$18bn Rio-São Paulo bullet train ready to tender

Brazil’s federal audit court has given the go-ahead for the Rio-São Paulo high-speed train, known as the bullet train, after cutting its price by $837m. A tender for the technically challenging project – it will require 91km of tunnels and 103km of bridges and viaducts – is now expected by the end of next week.

Brazil’s federal court of auditors – the country’s highest body regulating public spending – has given the go-ahead for the tender launch of a high-speed rail line connecting Rio de Janeiro and São Paulo.

The goal is to create a 511-kilometre rail line with trains travelling at a top speed of nearly 400 kilometres per hour between the international airports of Rio de Janeiro, São Paulo and Campinas and at least two intermediate stops. São Paulo and Rio are the Latin American country’s first- and second-most populous cities, respectively, while Campinas is a city about 100 kilometres northwest of São Paulo.

TCU, as the audit court is known, set the project’s final cost at just over R$33 billion (€14.8 billion; $18.5 billion) – a R$1.5 billion cut from its original price of R$34.6 billion. It also set the maximum tariffs for normal and peak time fares at R$149.85 and R$199.73 respectively, to be reviewed every five years. According to TCU, the line will generate R$192.7 billion in income over its 40-year concession period.

ANTT, the country’s federal transport body, said in a statement yesterday that it expects to tender the “bullet train” project by the end of next week. It also said that a public company called ETAV will be created to hold a 33 percent stake in the special purpose vehicle to be incorporated by the winner of the tender. ETAV can contribute a maximum of 10 percent of the project’s value.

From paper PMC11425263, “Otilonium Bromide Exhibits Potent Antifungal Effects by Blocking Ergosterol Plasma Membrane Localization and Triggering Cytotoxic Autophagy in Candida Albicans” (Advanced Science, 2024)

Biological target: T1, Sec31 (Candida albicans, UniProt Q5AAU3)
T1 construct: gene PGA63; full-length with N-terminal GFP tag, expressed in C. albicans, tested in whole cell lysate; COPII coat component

The private partner will be eligible for up to R$19.9 billion, or roughly 60 percent, of the project’s cost in public funding over the course of 30 years, ATTN said. Repayments will only kick in once the five-year construction period – from 2011 to 2016 – finishes, the agency added.

Henrique Pinto – head of project structuring at Brazilian development bank BNDES, which is expected to provide the majority of the debt for the project – said the financing package for the winning consortium should come attached with clauses demanding a review of the financing terms at years five and ten. This is to protect investors from lower than expected demand in the first ten years of the project and secure a balance between revenues and cost of financing, he said.

New York-based Shearman & Sterling and São Paulo-based Manesco Ramires Perez Azevedo Marques Advocacia are the legal advisors on the contract.